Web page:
Three Weeks first faced censorship in the United States. In 1908, Boston’s Watch and Ward Society Watch and Ward Society asked booksellers to not sell the book. At the request of Duffield, the novel’s New York publisher, Joseph E. Buckley sold a copy to an inspector with the Boston police. The result was an important U.S. legal case, Commonwealth v. Buckley (1909) Commonwealth v. Buckley (1909), in which a jury called the book obscene; Buckley was fined one hundred dollars. The Supreme Judicial Court of Massachusetts upheld the decision, arguing that words such as “obscene” did not have to be defined for a jury. In 1916, a British judge dismissed Glyn’s suit against the company that had made the 1915 comic film Pimple’s Three Weeks (Without the Option), which was based on Glyn’s novel. The judge insisted that Glyn’s book was too indecent to deserve copyright protection (Glyn v. Weston Feature Film Co., 1916).

Nevertheless, in the United States, Three Weeks became a best seller. After being assured that she would find herself treated far better in the United States than in England, Glyn traveled to New York, where she was entertained by socialites, warmly welcomed by U.S. president Roosevelt, Theodore Theodore Roosevelt, and praised for her writing by the eminent author Mark Twain. In Rawhide, Nevada, a group of miners gave a banquet in her honor, presenting her a small gun as a token of their respect for her courage.

Back in England, after having already written a dramatic version of Three Weeks, Glyn put on a charity matinee, which, as she had hoped, led to a contract for a West End production. However, the proposal was turned down by politician Neville Chamberlain, evidently because the British Foreign Office did not want to offend Russia. Two years later, Glyn was kidnapped Kidnapping;of Elinor Glyn[Glyn] in Warsaw, Poland, but was rescued shortly after. She always suspected that her references to Russian royalty in Three Weeks had come too close to the truth.

In 1920, Glyn was invited by Hollywood to develop her novels into screenplays. She had to alter her story considerably to pass censors, but the film, Three Weeks: The Romance of a Queen (1924), became a box-office success in the United States. However, in England, Chamberlain’s office made extensive cuts and also eliminated the title Three Weeks. The film was shown in Britain as The Romance of a Queen (1924).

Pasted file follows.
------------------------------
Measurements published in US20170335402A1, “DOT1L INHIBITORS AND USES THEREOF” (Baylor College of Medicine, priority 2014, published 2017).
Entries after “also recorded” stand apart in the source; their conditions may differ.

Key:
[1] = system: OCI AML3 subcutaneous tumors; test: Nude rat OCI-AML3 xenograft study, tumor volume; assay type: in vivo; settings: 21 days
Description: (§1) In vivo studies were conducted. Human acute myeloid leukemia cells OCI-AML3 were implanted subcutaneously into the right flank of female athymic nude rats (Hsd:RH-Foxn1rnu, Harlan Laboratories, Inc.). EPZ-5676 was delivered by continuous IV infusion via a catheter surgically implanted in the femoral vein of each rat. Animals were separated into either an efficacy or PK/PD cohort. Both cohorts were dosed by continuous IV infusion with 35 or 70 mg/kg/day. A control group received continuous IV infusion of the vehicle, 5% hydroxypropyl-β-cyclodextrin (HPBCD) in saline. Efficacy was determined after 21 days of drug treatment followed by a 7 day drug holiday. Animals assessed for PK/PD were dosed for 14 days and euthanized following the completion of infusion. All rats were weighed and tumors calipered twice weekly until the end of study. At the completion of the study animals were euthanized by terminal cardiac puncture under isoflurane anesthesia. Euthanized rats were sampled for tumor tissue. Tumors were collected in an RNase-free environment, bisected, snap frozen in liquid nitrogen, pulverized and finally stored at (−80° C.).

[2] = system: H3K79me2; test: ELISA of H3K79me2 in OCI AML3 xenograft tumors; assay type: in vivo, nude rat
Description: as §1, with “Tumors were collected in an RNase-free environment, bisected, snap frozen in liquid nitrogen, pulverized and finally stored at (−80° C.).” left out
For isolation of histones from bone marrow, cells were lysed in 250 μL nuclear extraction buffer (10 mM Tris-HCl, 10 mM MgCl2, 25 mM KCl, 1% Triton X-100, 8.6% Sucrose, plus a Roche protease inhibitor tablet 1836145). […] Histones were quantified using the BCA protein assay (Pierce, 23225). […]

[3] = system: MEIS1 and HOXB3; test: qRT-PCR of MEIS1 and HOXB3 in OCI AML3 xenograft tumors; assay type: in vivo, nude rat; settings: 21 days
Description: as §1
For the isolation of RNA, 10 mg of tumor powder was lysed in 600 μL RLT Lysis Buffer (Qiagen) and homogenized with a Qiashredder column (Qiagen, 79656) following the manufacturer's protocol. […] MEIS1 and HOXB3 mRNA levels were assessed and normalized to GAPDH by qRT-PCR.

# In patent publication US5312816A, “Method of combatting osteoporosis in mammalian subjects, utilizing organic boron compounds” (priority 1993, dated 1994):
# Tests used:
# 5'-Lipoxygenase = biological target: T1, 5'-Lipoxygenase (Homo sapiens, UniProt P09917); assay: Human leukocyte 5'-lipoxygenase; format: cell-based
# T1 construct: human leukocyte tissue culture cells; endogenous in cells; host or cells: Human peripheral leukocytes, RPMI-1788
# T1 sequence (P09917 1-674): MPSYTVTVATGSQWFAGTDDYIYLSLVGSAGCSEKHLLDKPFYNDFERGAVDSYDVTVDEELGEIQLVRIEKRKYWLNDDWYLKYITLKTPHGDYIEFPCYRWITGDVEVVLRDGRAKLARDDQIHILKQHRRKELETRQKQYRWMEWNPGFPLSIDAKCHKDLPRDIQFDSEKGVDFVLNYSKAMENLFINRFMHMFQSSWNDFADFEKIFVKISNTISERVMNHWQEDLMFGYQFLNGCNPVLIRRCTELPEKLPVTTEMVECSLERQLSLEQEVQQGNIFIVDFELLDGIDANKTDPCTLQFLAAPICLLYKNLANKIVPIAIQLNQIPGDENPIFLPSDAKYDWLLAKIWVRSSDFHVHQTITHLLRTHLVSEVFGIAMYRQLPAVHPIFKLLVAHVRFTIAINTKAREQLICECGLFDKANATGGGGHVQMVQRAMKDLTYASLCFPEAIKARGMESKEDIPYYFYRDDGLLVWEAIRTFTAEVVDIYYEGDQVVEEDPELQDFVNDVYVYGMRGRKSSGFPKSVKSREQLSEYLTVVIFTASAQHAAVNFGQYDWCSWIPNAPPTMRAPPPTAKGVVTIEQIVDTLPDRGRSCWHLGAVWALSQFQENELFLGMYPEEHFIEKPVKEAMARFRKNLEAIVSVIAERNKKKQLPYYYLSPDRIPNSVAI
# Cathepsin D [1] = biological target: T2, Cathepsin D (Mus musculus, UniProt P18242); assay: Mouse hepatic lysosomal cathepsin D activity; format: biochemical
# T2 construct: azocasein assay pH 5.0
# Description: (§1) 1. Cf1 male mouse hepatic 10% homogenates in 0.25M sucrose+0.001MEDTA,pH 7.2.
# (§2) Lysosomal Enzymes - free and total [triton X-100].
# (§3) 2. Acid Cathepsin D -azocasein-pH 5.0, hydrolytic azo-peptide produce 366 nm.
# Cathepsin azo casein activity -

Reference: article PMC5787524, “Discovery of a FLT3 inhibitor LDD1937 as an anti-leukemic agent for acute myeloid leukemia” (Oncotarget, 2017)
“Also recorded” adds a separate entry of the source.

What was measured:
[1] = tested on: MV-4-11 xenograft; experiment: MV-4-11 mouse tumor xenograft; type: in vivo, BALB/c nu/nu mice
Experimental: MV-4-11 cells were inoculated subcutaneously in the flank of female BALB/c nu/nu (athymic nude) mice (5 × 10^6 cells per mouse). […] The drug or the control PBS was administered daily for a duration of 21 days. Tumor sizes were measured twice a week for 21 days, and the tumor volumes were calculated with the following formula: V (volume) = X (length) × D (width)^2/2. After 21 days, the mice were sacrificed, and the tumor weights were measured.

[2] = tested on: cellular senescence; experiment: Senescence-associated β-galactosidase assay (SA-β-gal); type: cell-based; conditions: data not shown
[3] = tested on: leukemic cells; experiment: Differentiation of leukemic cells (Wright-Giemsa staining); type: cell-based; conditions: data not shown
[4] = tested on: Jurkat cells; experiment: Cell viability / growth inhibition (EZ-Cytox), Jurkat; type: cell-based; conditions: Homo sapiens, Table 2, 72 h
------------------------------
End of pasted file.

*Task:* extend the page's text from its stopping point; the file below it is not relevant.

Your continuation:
The publication of Three Weeks changed Glyn’s life forever. Although unwelcome in some segments of English society, she became recognized as a professional author. Though the scandal associated with Three Weeks made it impossible for Glyn and Curzon to marry, Glyn recovered from their breakup and moved on to an exciting career in Hollywood. She returned to England financially secure and eventually was welcomed back into the society that had shunned her.

The court action in Massachusetts strengthened the power of the Watch and Ward Society, which was able, for the next ten years, to keep many fictional works out of state. Elsewhere, however, booksellers and publishers could not deny that this supposedly obscene novel had racked up millions of sales. Clearly there was money to be made from novels that were branded as shocking.

Moreover, Glyn’s torrid novel and the romances she wrote later were especially appealing to members of a rapidly developing group of readers, middle-class and working-class women who yearned for romance but also were tired of being controlled by their husbands. They were drawn to strong, self-sufficient heroines such as those of Glyn’s novels, who not only inspired men but also controlled them, just as the Lady controlled Paul in Three Weeks. In its outspoken descriptions of sexual passion, Three Weeks anticipated the distaste for hypocrisy that followed World War I, but there were also hints of the kind of feminism that would not come into its own for another half century. Glyn, Elinor Three Weeks (Glyn)

Further Reading
  • citation-type="booksimple"

    xlink:type="simple">Boyer, Paul S. Purity in Print: Book Censorship in America from the Gilded Age to the Computer Age. Madison: University of Wisconsin Press, 2002. The chapter “Vice Societies in the Progressive Era” discusses the successful efforts of the New England Watch and Ward Society to ban Three Weeks.
  • citation-type="booksimple"

    xlink:type="simple">Etherington-Smith, Meredith, and Jeremy Pilcher. The “It” Girls: Lucy, Lady Duff Gordon, the Couturière “Lucile,” and Elinor Glyn, Romantic Novelist. San Diego, Calif.: Harcourt Brace Jovanovich, 1986. A study of Glyn and her equally successful sister, Lucy. Appendixes include lists of books and screenplays by Elinor Glyn. Illustrated. Bibliography and index.
  • citation-type="booksimple"

    xlink:type="simple">Glyn, Anthony. Elinor Glyn: A Biography. London: Hutchinson, 1955. An account of Elinor Glyn’s life by her grandson. Includes an explanation of how Three Weeks came to be written and suggestions as to why it became so popular. Includes a detailed plot summary.
  • citation-type="booksimple"

    xlink:type="simple">Glyn, Elinor. Three Weeks. 1907. New ed. London: Duckworth, 1974. In his introduction to this new edition, society photographer Cecil Beaton summarizes Glyn’s life and recalls their meeting each other. A good starting point.